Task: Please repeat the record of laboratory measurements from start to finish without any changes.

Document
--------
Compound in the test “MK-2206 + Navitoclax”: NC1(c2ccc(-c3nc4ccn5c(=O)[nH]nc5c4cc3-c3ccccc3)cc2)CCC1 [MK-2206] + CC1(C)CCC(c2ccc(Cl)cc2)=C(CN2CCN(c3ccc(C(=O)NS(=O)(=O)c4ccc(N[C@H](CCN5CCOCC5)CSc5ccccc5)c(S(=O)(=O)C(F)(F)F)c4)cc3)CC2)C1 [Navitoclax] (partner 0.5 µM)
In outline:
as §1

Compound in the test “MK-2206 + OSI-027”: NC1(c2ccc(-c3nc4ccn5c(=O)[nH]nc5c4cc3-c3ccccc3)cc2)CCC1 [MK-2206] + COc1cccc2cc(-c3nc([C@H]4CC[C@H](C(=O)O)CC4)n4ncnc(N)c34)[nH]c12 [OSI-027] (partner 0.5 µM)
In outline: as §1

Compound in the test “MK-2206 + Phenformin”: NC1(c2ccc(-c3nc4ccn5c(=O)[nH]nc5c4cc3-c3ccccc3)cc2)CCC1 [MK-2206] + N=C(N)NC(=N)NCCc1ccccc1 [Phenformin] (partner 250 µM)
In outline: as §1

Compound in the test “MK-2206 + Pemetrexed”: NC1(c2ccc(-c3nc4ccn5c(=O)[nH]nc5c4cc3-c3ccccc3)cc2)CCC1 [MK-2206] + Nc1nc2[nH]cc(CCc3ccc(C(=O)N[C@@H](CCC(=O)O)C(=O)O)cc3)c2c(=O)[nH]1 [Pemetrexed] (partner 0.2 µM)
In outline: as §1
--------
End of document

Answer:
Compound in the test “MK-2206 + Navitoclax”: NC1(c2ccc(-c3nc4ccn5c(=O)[nH]nc5c4cc3-c3ccccc3)cc2)CCC1 [MK-2206] + CC1(C)CCC(c2ccc(Cl)cc2)=C(CN2CCN(c3ccc(C(=O)NS(=O)(=O)c4ccc(N[C@H](CCN5CCOCC5)CSc5ccccc5)c(S(=O)(=O)C(F)(F)F)c4)cc3)CC2)C1 [Navitoclax] (partner 0.5 µM)
In outline:
as §1

Compound in the test “MK-2206 + OSI-027”: NC1(c2ccc(-c3nc4ccn5c(=O)[nH]nc5c4cc3-c3ccccc3)cc2)CCC1 [MK-2206] + COc1cccc2cc(-c3nc([C@H]4CC[C@H](C(=O)O)CC4)n4ncnc(N)c34)[nH]c12 [OSI-027] (partner 0.5 µM)
In outline: as §1

Compound in the test “MK-2206 + Phenformin”: NC1(c2ccc(-c3nc4ccn5c(=O)[nH]nc5c4cc3-c3ccccc3)cc2)CCC1 [MK-2206] + N=C(N)NC(=N)NCCc1ccccc1 [Phenformin] (partner 250 µM)
In outline: as §1

Compound in the test “MK-2206 + Pemetrexed”: NC1(c2ccc(-c3nc4ccn5c(=O)[nH]nc5c4cc3-c3ccccc3)cc2)CCC1 [MK-2206] + Nc1nc2[nH]cc(CCc3ccc(C(=O)N[C@@H](CCC(=O)O)C(=O)O)cc3)c2c(=O)[nH]1 [Pemetrexed] (partner 0.2 µM)
In outline: as §1